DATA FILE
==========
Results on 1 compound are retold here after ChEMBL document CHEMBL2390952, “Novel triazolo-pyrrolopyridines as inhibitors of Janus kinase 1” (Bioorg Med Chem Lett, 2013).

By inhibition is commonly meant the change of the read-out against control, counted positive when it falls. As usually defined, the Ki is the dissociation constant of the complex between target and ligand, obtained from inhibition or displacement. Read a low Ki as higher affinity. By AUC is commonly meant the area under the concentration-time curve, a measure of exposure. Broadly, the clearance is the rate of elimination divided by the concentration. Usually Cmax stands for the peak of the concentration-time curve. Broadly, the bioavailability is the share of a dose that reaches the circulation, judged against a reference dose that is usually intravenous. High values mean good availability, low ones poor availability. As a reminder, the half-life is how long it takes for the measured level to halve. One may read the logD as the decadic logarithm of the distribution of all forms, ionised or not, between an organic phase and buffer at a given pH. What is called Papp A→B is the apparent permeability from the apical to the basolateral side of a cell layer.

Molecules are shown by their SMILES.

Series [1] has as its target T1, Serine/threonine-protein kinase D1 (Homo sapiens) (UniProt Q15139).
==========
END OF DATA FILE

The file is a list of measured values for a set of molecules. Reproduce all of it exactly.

Results on 1 compound are retold here after ChEMBL document CHEMBL2390952, “Novel triazolo-pyrrolopyridines as inhibitors of Janus kinase 1” (Bioorg Med Chem Lett, 2013).

By inhibition is commonly meant the change of the read-out against control, counted positive when it falls. As usually defined, the Ki is the dissociation constant of the complex between target and ligand, obtained from inhibition or displacement. Read a low Ki as higher affinity. By AUC is commonly meant the area under the concentration-time curve, a measure of exposure. Broadly, the clearance is the rate of elimination divided by the concentration. Usually Cmax stands for the peak of the concentration-time curve. Broadly, the bioavailability is the share of a dose that reaches the circulation, judged against a reference dose that is usually intravenous. High values mean good availability, low ones poor availability. As a reminder, the half-life is how long it takes for the measured level to halve. One may read the logD as the decadic logarithm of the distribution of all forms, ionised or not, between an organic phase and buffer at a given pH. What is called Papp A→B is the apparent permeability from the apical to the basolateral side of a cell layer.

Molecules are shown by their SMILES.

Series [1] has as its target T1, Serine/threonine-protein kinase D1 (Homo sapiens) (UniProt Q15139).